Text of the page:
Chicano Border Activists Pass the Torch to Dallas Students
On March 10, Shellie Ross, executive director of the Wesley-Rankin Community Center, took a busload of West Dallas youths, some of them children of undocumented immigrants, to the U.S.-Mexico border in South Texas. The purpose of the trip was to educate the students about Mexican-American history and introduce them to activists in the Chicano movement. This was a month before news and images broke of immigrant children being separated from their parents as part of President Donald Trump's "zero tolerance" program on illegal border crossing. Photographer Hannah Ridings traveled with the group and captured images of the Dallas kids' trip to the border and their meetings with activists.
The brakes shake the bus back and forth as a white SUV pulls onto the road ahead, blocking its way. A tinted window on the Border Patrol SUV rolls down, revealing a face behind mirrored sunglasses and a hand motioning the bus to pull over.
“Everybody stay calm; you’ve done nothing wrong,” Ross says, a reassuring but strict voice coming from the back of the bus.
“What’s going to happen?” a young voice inside the bus shouts.
“They are going to ask some questions — nobody answers but me.” Ross says, walking down the narrow rubber aisle inside the bus.
The center had hoped to bring a busload of adults and students on the trip, but the adults were fearful that, rightly or wrongly, the Border Patrol my have attempted to deport them. So, the trip was limited to students, all of whom have U.S. birth certificates. In fact, they brought them to the border, along with a volunteer immigration lawyer, just in case authorities got confused or overactive. The worry created by the crackdown has grown such that even immigrants with documentation are fearful of being snared.
As the kids shift in their seats, Ross meets a Border Patrol agent at the front, where she agrees to a search of the bus and for the luggage to be checked by eager German shepherds.
After being cleared by the Border Patrol and with a large puff from the brakes, the bus pulls back onto the dusty South Texas road.
Ross is in charge of the 52 West Dallas kids approaching McAllen. Wesley-Rankin is a community center in West Dallas that provides after-school programs offering help with homework, leadership skills and graduation preparation. Wesley-Rankin calls all of its students family, Ross says, and she set out on the 505-mile trip determined to teach the kids about Mexican-American history and introduce them to activists who could inspire them to speak out.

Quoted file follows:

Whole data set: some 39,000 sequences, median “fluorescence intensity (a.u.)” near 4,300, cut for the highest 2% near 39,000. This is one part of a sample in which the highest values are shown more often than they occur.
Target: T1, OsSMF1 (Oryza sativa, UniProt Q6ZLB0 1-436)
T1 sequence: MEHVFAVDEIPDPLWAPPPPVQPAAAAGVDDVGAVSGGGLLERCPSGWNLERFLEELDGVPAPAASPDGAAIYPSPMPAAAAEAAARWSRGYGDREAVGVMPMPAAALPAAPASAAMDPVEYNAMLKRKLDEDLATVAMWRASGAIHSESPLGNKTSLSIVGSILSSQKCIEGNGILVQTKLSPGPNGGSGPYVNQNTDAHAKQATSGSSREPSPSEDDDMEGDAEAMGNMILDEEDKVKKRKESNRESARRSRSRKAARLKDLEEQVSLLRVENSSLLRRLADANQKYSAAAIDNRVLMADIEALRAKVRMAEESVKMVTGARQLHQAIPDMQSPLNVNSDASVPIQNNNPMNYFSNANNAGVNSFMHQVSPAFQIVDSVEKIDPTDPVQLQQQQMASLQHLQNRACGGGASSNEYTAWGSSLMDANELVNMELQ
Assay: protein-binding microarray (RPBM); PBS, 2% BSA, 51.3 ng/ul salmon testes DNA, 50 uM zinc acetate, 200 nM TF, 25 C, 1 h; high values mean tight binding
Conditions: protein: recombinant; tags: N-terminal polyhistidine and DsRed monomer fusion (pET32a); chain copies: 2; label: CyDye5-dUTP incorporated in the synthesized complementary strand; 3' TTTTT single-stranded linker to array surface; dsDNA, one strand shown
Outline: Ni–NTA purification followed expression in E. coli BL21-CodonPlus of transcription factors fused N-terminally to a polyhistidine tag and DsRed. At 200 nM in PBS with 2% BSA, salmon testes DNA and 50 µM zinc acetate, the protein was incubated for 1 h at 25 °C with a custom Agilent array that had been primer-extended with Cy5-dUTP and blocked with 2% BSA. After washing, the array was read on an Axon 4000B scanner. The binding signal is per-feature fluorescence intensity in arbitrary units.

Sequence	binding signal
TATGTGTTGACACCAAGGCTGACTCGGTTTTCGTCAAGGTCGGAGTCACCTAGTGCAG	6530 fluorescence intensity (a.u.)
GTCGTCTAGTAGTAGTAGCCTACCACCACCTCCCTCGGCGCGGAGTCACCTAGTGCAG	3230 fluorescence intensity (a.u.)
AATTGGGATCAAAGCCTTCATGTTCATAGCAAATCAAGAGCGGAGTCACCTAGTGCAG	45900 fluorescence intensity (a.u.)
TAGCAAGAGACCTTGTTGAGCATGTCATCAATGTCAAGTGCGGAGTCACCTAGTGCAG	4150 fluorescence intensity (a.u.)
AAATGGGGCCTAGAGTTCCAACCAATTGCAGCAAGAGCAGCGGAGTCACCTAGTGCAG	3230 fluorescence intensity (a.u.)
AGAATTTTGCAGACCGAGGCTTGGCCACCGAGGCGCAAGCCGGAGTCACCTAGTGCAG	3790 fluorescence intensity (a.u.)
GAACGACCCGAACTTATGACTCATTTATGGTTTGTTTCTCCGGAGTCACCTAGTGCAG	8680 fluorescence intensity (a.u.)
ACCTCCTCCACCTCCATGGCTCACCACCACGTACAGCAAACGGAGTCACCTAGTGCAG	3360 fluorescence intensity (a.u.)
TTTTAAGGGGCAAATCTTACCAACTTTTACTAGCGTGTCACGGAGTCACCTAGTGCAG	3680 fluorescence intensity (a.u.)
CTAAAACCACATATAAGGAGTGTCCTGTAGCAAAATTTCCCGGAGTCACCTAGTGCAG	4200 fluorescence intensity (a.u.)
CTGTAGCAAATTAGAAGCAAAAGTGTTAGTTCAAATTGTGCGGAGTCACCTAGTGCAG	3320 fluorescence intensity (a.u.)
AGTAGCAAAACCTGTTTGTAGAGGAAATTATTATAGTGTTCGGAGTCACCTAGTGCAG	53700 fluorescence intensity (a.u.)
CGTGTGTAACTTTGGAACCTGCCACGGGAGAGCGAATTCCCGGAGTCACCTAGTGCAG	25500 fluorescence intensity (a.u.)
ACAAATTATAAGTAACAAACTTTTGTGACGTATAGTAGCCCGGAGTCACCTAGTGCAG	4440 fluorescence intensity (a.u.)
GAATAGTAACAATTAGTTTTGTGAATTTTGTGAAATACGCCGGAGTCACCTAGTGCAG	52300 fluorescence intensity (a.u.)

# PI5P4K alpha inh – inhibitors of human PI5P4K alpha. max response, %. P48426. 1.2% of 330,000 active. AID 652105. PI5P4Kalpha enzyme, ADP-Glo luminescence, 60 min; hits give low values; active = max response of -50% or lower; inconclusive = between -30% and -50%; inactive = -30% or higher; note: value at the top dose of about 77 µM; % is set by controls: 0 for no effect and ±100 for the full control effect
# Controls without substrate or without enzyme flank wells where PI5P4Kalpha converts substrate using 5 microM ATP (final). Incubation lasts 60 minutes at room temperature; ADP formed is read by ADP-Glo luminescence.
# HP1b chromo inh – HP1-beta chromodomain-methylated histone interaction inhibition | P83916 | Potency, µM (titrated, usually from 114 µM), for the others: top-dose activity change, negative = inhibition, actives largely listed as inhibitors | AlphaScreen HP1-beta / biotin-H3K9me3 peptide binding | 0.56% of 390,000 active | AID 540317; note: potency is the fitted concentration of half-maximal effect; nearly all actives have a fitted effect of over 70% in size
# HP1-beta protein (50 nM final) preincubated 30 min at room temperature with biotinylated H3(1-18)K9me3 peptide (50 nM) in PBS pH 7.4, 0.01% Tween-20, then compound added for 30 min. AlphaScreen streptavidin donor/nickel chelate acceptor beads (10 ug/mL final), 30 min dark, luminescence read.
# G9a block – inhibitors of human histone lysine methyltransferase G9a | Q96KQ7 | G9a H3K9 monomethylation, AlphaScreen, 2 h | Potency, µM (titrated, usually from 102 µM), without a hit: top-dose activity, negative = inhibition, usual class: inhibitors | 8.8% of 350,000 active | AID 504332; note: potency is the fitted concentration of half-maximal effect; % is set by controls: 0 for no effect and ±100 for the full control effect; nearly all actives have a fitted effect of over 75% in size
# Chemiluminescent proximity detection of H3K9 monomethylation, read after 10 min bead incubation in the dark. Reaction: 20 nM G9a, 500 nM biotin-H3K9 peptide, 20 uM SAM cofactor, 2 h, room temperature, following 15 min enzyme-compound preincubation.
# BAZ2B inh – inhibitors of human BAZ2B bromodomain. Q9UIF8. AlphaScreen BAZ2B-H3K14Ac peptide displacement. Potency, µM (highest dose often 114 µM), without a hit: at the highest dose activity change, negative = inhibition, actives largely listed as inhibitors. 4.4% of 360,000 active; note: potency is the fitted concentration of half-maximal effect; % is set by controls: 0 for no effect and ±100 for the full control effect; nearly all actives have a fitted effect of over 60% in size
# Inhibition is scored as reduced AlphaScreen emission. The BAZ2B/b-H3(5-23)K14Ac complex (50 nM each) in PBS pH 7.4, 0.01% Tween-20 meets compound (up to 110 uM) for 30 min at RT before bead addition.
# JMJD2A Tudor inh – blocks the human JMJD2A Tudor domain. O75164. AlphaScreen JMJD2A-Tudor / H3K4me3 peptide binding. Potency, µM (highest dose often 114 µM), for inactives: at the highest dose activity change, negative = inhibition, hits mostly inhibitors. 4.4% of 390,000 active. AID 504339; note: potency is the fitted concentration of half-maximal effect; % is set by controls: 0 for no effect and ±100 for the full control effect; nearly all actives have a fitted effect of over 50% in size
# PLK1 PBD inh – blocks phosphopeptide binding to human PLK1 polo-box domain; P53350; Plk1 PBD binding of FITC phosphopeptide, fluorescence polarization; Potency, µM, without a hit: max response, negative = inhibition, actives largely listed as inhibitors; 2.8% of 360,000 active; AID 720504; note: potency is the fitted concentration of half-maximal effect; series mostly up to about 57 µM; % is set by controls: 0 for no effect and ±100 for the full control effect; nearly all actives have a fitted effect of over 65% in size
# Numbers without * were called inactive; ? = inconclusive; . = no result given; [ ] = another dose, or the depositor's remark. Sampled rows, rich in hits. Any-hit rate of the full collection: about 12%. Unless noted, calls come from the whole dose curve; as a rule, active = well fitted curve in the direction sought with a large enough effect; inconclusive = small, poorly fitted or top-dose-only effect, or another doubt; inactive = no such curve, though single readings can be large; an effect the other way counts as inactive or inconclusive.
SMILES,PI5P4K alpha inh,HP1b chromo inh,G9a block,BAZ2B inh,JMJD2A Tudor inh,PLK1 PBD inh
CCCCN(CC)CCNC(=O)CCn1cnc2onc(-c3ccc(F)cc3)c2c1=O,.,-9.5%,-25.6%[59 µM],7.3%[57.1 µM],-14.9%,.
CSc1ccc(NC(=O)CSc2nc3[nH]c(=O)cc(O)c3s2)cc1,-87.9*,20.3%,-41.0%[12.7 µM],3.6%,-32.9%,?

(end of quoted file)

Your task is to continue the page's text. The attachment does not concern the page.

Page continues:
“These kids exist in a world that tells them they are second-class citizens, they are not loved and never enough,” Ross says. “Our message at Wesley-Rankin has to be louder than the world’s, and we have to pair this positive messaging with opportunities and a network to support the students along the way.”
Although the middle- and high-school students aboard the bus reached the U.S. before the Trump administration ordered immigrant children to be separated from adult family members charged with crossing the border illegally, the Dallas students are familiar with the pain of seeing families split apart. Ally, a 19-year-old student, lives with her mother, and at times, she says, being with people outside of her school peers makes her “feel alone and without a sense of direction or purpose.”
“Being without the people that inspire me to do better and be better is disheartening, and with the recent targeting of my community, it makes me feel hopeless towards the future,” she says.
“Maybe this American Dream is only accessible to select individuals, no matter how hard I work.”
Like the other students, Ally believes that she can no longer be afraid to protest. Protesting might endanger her family's status in the U.S., but she believes using her voice will help shape the future for another Mexican-American like her.
Gabrielle, a shy 17-year-old senior, joined the trip to become a voice for members of her extended family who remain in Mexico. She’s been afraid of public transportation since Trump’s election. She recalls the day she knew she had to join the trip in order to meet with other activists and learn how to stand up for herself. She was riding a bus home when a man stood up and began yelling that in Trump’s America, Mexicans will be sent back.